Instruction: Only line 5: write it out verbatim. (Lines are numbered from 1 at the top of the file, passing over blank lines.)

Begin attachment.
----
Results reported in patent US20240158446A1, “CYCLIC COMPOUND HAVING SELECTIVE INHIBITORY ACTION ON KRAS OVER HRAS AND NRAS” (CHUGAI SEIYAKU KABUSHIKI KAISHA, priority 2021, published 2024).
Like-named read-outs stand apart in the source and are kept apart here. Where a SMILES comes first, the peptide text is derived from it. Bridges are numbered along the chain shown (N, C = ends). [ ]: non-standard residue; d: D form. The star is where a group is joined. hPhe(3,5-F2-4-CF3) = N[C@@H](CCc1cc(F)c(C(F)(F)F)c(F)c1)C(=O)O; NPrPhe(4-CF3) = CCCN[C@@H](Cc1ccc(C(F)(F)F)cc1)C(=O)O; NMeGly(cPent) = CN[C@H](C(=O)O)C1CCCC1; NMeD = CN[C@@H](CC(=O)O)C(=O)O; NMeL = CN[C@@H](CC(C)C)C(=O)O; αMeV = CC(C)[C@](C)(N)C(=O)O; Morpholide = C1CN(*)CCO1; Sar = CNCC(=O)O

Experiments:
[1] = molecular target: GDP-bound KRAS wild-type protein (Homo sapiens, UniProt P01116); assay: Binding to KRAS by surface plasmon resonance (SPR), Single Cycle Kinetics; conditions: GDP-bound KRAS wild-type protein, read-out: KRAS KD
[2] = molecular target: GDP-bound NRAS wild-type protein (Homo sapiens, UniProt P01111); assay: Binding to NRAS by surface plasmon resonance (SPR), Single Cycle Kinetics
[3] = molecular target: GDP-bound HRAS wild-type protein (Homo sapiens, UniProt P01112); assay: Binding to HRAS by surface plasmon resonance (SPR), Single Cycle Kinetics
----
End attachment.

[2] = molecular target: GDP-bound NRAS wild-type protein (Homo sapiens, UniProt P01111); assay: Binding to NRAS by surface plasmon resonance (SPR), Single Cycle Kinetics